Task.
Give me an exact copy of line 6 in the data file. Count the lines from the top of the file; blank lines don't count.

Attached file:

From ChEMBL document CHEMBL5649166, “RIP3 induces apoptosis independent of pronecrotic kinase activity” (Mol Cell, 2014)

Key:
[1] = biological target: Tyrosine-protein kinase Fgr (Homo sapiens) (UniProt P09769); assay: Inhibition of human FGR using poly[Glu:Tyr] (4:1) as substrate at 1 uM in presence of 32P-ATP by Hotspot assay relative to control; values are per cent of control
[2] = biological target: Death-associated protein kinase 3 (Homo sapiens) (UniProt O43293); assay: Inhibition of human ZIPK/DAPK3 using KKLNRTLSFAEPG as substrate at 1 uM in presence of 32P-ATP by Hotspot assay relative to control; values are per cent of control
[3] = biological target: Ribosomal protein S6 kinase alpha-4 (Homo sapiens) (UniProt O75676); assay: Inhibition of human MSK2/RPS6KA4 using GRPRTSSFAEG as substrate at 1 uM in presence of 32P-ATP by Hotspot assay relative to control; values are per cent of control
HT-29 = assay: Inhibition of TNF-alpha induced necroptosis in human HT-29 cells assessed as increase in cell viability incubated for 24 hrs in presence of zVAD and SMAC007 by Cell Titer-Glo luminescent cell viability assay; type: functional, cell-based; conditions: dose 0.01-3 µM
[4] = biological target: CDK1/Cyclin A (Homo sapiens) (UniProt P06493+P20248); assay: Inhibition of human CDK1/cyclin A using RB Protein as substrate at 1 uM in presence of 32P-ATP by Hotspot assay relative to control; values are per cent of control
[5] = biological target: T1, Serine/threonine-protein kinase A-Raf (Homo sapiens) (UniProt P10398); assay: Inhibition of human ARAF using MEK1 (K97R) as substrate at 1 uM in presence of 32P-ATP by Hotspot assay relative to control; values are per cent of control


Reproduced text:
HT-29 = assay: Inhibition of TNF-alpha induced necroptosis in human HT-29 cells assessed as increase in cell viability incubated for 24 hrs in presence of zVAD and SMAC007 by Cell Titer-Glo luminescent cell viability assay; type: functional, cell-based; conditions: dose 0.01-3 µM